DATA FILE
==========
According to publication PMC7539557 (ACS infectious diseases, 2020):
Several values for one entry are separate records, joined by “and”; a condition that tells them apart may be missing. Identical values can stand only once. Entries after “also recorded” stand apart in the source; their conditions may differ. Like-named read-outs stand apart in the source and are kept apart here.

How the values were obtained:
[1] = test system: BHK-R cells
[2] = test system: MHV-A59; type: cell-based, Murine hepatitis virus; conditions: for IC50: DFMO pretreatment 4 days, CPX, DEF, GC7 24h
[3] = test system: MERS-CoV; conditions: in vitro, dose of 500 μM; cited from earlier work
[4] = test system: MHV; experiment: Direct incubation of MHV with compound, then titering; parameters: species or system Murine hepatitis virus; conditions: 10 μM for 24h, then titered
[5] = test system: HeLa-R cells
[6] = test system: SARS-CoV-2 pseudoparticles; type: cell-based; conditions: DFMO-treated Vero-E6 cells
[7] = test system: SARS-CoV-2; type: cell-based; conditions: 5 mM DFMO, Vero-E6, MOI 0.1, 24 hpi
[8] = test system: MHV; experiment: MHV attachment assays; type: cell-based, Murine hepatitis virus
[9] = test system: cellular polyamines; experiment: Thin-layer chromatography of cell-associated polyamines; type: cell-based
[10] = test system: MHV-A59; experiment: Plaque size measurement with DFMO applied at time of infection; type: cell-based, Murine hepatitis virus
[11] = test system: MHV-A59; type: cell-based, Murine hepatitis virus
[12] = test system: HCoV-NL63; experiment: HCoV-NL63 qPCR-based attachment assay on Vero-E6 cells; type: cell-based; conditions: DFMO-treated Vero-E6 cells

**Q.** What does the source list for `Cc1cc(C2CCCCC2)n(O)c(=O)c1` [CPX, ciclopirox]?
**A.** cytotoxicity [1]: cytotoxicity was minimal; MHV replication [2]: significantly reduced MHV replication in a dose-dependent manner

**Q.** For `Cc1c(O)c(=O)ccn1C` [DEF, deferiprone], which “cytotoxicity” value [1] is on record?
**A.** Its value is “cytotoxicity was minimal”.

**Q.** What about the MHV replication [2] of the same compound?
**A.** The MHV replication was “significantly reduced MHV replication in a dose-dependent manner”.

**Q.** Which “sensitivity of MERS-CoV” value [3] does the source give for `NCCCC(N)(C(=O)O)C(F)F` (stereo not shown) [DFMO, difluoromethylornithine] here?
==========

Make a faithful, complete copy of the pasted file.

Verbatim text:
According to publication PMC7539557 (ACS infectious diseases, 2020):
Several values for one entry are separate records, joined by “and”; a condition that tells them apart may be missing. Identical values can stand only once. Entries after “also recorded” stand apart in the source; their conditions may differ. Like-named read-outs stand apart in the source and are kept apart here.

How the values were obtained:
[1] = test system: BHK-R cells
[2] = test system: MHV-A59; type: cell-based, Murine hepatitis virus; conditions: for IC50: DFMO pretreatment 4 days, CPX, DEF, GC7 24h
[3] = test system: MERS-CoV; conditions: in vitro, dose of 500 μM; cited from earlier work
[4] = test system: MHV; experiment: Direct incubation of MHV with compound, then titering; parameters: species or system Murine hepatitis virus; conditions: 10 μM for 24h, then titered
[5] = test system: HeLa-R cells
[6] = test system: SARS-CoV-2 pseudoparticles; type: cell-based; conditions: DFMO-treated Vero-E6 cells
[7] = test system: SARS-CoV-2; type: cell-based; conditions: 5 mM DFMO, Vero-E6, MOI 0.1, 24 hpi
[8] = test system: MHV; experiment: MHV attachment assays; type: cell-based, Murine hepatitis virus
[9] = test system: cellular polyamines; experiment: Thin-layer chromatography of cell-associated polyamines; type: cell-based
[10] = test system: MHV-A59; experiment: Plaque size measurement with DFMO applied at time of infection; type: cell-based, Murine hepatitis virus
[11] = test system: MHV-A59; type: cell-based, Murine hepatitis virus
[12] = test system: HCoV-NL63; experiment: HCoV-NL63 qPCR-based attachment assay on Vero-E6 cells; type: cell-based; conditions: DFMO-treated Vero-E6 cells

**Q.** What does the source list for `Cc1cc(C2CCCCC2)n(O)c(=O)c1` [CPX, ciclopirox]?
**A.** cytotoxicity [1]: cytotoxicity was minimal; MHV replication [2]: significantly reduced MHV replication in a dose-dependent manner

**Q.** For `Cc1c(O)c(=O)ccn1C` [DEF, deferiprone], which “cytotoxicity” value [1] is on record?
**A.** Its value is “cytotoxicity was minimal”.

**Q.** What about the MHV replication [2] of the same compound?
**A.** The MHV replication was “significantly reduced MHV replication in a dose-dependent manner”.

**Q.** Which “sensitivity of MERS-CoV” value [3] does the source give for `NCCCC(N)(C(=O)O)C(F)F` (stereo not shown) [DFMO, difluoromethylornithine] here?